Other personal tv notables : “Justified”; “Archer” (ridiculously sick and funny); the Winter Olympics in Vancouver; “Law and Order” – the final season.  Oh, and I’ll give “Hawaii 5-o” some credit, although I haven’t really caught it since the series premiere.

Must 2010 go already?


Merry Christmas!  Some stuff to keep us entertained at this time of year…

Time Out New York has a terrific hot chocolate list.   The list looks soooo tempting – and decadent – and… not cheap… dare I dip into the wallet, in the midst of Xmas shopping, for this… Hmm…

Time Out New York also has a nice holiday walk through midtown.

Just a question: if everything’s on sale before Christmas, what’s left for the after Christmas sales?

And, I just find the Lowe’s Christmas commercial with the APA couple to be great.  They’re APA’s!  And, she’s just buying a power drill for her tool-crazy husband, and he’s just pretending that he’ll be surprised for Christmas!  It’s so normal and so… American!  (now, if only I can find a link to the video).

Ken Jeong in the Pepto Bismal commercial – that was a little over the top.  I think a little Jeong is okay; too much and it’s a little creepy and not funny.    Plus, he’s a medical doctor in real life (see his imdb entry, after all); maybe he can actually tell us if Pepto really is any good for the holiday over-eating.  Well, maybe medicine and comedy don’t quite work, but Jeong’s pointing out the foolishness of holiday foods wasn’t that much fun.

I haven’t had much in the way of Christmas cards this year, beyond those so far from a few friends.  Slate has an interesting article about whether Facebook killed the Christmas card.   Well, I still believe in Christmas cards, so I still send them out (holiday cards, at the rate I’m going; thankfully, there are days of Christmas/Kwanzaa and even New Year’s Eve/Day left!).  But, the Internet is both a curse and a blessing…

And, in case you haven’t gotten the perfect geek Christmas present – seriously: a Voltron USB drive? Angry Asian Man says it does come with a Blazing Sword AND an episode of the cartoon! And, it’s officially licensed by the Voltron people. But, it does not mean you get 5 thumb drives that form into one Voltron. Aww. Still: one can totally geek out on this.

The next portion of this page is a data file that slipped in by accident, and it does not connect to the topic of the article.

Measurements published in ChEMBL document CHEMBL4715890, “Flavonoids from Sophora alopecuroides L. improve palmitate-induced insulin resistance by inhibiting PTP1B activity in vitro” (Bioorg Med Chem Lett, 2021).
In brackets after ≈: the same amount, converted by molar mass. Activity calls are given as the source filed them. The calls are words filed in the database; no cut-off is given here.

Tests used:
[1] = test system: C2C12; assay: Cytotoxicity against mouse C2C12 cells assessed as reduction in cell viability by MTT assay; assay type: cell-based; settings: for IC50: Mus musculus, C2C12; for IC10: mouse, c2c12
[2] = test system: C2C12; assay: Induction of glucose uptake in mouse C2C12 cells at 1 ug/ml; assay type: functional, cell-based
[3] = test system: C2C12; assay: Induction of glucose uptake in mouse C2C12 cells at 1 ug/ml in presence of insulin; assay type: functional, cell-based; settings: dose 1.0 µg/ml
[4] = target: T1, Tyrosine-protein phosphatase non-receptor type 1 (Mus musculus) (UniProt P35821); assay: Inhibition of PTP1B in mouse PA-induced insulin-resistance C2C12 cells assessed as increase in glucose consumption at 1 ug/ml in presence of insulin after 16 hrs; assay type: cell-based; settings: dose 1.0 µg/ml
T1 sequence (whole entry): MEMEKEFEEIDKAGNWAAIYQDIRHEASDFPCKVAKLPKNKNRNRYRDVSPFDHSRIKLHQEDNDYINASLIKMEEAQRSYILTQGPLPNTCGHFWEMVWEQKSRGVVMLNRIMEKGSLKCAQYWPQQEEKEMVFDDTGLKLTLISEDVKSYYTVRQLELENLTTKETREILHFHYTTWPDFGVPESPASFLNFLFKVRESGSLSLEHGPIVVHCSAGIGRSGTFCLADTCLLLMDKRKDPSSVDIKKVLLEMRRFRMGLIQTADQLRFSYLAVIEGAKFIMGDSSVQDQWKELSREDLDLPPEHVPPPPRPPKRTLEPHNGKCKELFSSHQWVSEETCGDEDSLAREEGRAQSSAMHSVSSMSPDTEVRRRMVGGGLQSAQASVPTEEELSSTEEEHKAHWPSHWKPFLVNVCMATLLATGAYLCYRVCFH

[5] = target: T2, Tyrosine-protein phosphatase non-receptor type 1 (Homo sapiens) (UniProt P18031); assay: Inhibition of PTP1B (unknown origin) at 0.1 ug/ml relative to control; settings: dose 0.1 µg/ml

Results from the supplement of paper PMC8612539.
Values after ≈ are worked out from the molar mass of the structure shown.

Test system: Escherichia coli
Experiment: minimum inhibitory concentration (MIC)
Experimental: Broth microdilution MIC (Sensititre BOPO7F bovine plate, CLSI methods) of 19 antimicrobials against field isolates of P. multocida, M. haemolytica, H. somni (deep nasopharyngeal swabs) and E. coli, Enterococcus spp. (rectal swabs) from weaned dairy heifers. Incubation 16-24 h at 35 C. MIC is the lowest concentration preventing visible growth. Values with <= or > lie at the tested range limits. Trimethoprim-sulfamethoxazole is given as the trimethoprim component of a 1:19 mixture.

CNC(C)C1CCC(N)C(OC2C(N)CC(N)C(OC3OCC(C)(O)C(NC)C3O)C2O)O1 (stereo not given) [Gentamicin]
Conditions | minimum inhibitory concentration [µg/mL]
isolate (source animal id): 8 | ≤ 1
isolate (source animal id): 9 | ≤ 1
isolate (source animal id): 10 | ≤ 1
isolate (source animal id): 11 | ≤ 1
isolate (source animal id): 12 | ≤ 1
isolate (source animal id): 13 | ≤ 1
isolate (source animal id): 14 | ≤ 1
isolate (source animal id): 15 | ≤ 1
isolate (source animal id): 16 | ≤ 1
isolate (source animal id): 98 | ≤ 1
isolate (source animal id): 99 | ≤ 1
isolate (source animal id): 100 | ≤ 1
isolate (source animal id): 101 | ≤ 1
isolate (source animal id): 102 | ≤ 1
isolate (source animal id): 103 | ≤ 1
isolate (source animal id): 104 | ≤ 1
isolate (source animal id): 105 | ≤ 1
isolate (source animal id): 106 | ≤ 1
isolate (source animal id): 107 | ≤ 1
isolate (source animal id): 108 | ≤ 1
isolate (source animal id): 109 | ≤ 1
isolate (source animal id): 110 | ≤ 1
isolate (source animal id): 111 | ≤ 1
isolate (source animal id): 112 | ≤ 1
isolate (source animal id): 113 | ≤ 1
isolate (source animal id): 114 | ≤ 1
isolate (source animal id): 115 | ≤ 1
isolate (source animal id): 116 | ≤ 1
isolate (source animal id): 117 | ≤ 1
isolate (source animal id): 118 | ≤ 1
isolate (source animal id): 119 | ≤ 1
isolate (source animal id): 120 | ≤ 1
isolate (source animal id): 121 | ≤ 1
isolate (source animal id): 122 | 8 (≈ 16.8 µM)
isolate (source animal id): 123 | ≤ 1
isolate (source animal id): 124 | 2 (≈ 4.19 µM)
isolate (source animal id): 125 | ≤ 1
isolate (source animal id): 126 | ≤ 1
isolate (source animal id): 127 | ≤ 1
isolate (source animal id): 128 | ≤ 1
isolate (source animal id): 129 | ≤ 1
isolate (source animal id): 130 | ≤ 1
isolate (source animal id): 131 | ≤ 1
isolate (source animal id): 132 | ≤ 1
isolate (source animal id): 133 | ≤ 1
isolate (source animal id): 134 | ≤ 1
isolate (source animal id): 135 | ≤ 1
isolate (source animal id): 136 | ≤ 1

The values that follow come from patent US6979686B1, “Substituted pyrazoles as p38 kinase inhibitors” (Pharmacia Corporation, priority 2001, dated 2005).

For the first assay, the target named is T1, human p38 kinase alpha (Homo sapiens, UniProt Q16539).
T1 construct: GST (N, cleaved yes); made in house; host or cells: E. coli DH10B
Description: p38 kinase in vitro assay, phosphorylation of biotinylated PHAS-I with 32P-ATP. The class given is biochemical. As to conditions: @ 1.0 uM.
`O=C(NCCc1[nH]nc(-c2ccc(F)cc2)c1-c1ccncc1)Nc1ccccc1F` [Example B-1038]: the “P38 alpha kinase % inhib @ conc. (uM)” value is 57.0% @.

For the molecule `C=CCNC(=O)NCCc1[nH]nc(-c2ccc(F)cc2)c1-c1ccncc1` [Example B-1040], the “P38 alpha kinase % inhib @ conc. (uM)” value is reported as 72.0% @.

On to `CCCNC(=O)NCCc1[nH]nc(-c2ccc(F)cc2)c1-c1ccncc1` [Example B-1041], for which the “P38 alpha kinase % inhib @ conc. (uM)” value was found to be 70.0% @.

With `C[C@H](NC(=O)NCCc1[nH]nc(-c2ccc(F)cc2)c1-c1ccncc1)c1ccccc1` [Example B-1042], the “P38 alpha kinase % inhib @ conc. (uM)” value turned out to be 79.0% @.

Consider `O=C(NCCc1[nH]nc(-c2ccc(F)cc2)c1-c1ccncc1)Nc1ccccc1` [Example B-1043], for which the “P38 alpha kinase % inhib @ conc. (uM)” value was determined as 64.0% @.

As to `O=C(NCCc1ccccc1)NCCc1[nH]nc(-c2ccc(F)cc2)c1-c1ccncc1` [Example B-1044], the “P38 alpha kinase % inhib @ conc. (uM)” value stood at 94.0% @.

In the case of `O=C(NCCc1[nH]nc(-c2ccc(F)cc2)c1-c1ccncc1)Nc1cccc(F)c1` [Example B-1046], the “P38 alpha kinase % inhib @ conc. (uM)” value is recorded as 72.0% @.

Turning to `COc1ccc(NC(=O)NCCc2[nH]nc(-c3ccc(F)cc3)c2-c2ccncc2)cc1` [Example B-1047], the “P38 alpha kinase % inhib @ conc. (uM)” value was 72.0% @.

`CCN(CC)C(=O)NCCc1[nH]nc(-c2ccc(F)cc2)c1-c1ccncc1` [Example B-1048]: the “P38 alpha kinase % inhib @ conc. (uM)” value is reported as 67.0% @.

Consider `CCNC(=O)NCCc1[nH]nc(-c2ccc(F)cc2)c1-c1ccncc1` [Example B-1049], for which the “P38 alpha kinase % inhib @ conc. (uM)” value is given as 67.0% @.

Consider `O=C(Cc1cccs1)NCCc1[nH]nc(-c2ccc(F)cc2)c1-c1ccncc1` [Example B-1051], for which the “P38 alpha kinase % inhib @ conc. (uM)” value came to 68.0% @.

PBS Newshour’s Jeffrey Brown did an interview with Garry Trudeau, on the 40 anniversary retrospective of Doonesbury.  Kind of cool that Trudeau made some observations about the next generation: Alex Doonesbury and her dating Toggle, the Iraq War vet.  (I’m still puzzled by the whole Jeff Redfern’s misadventures in Afghanistan – Jeff is such a weirdo; but otherwise, the struggles of the armed services in war and at home as portrayed by Trudeau has been rich stuff).

Because we’re lawyers here at triscribe: in light of my current superhero obsession (wherein I’ve been reading a bunch of graphic novels / compilations of Batman and friends), it’s kind of fitting that the ABA Journal and the NY Times covered this fascinating blog (blawg?), Law and the Multiverse, by lawyers who ponder on the legal implications of the superhero world.  Thumbs up!!  (someone has to answer questions about whether Batman’s searching and seizing is unconstitutional and whether Superman can be a US citizen or is a really illegal alien (literally), and whether Hank McCoy (Beast of the X-Men) has a claim under the Americans with Disabilities Act as a mutant).  Awesome!!!

Because Santa showed up a lot in the DC and Marvel worlds, the Law and Multiverse people did a legal analysis of Santa’s actions.  Cool…

Some pictures of snowmen:

Slate had a slide show in honor of winter solstice earlier this week.  Some of the snowmen in the slide show are creepy looking snowmen (which had me laughing like an idiot for some reason).  Unsurprisingly, the photo of the snowcouple of Central Park were the cute snowman/woman; the Tokyo one was funny; and yes, the creepy ones were creepy…

I loved the NPR photos of “Snowmania” – where the snowmen’s poses were inspired by Calvin and Hobbes’ snowmen stuff.  These photos were kind of sick and funny.

At Columbia, my undergrad Alma Mater, had this weird tradition of the announcements/voice mail lady reading the “T’was the night before Xmas” poem (yes, voice mail lady was real!).  And, Clement Clarke Moore, the man who wrote the poem was a Columbia prof prof.  Here: we have Harvard scientist saying that the idea of Santa and flying reindeer came from hallucinogenic ‘shrooms…. Thanks, Harvard!

From Time’s Techland section: Links to holiday tv things. To paraphrase the writer of this blog post, Merry Christmas, to everyone who celebrates; everyone else: have a great weekend! (and enjoy He-Man and She-Ra fight Skeletor and Hordak from ruining the season’s greeting for everyone).